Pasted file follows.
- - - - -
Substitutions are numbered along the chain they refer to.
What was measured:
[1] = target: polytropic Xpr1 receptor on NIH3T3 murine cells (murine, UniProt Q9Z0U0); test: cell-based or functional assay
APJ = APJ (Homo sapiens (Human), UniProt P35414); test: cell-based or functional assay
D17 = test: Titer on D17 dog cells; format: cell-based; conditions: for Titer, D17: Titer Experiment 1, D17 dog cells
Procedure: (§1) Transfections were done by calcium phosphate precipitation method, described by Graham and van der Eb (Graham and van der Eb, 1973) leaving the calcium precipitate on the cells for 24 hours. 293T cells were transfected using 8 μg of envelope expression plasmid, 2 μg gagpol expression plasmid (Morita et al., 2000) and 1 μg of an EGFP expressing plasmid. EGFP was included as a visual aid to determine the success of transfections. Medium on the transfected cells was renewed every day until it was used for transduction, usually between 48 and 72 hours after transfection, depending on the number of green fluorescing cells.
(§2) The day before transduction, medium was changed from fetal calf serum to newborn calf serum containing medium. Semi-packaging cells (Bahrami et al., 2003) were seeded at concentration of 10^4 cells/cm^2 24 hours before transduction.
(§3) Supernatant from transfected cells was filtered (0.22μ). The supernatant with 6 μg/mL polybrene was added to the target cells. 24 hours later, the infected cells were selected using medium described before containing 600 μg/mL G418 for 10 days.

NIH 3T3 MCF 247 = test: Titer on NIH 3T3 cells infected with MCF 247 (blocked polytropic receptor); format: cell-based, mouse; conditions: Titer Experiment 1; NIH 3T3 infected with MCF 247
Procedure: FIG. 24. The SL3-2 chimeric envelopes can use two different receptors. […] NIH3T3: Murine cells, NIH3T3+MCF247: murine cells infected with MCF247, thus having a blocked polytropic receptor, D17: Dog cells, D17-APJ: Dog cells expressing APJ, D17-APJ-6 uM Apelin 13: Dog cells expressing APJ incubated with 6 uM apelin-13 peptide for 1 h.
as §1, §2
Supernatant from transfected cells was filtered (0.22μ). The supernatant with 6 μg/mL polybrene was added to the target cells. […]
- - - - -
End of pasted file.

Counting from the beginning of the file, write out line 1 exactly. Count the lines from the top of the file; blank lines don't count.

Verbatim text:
Substitutions are numbered along the chain they refer to.